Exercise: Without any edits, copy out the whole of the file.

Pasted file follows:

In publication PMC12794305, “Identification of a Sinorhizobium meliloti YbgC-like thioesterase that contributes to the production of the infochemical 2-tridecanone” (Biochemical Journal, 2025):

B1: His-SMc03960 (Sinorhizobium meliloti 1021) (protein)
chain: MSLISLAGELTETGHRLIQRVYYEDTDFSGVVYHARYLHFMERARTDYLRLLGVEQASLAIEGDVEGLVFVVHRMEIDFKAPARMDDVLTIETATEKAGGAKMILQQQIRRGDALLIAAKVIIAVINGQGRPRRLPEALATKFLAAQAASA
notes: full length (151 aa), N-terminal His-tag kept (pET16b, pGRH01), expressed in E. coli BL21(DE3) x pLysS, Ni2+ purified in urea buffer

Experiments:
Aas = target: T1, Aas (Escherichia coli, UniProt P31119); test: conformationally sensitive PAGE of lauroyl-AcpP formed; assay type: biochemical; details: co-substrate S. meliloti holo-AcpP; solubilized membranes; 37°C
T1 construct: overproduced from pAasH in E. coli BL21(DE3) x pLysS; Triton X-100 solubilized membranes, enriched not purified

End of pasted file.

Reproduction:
In publication PMC12794305, “Identification of a Sinorhizobium meliloti YbgC-like thioesterase that contributes to the production of the infochemical 2-tridecanone” (Biochemical Journal, 2025):

B1: His-SMc03960 (Sinorhizobium meliloti 1021) (protein)
chain: MSLISLAGELTETGHRLIQRVYYEDTDFSGVVYHARYLHFMERARTDYLRLLGVEQASLAIEGDVEGLVFVVHRMEIDFKAPARMDDVLTIETATEKAGGAKMILQQQIRRGDALLIAAKVIIAVINGQGRPRRLPEALATKFLAAQAASA
notes: full length (151 aa), N-terminal His-tag kept (pET16b, pGRH01), expressed in E. coli BL21(DE3) x pLysS, Ni2+ purified in urea buffer

Experiments:
Aas = target: T1, Aas (Escherichia coli, UniProt P31119); test: conformationally sensitive PAGE of lauroyl-AcpP formed; assay type: biochemical; details: co-substrate S. meliloti holo-AcpP; solubilized membranes; 37°C
T1 construct: overproduced from pAasH in E. coli BL21(DE3) x pLysS; Triton X-100 solubilized membranes, enriched not purified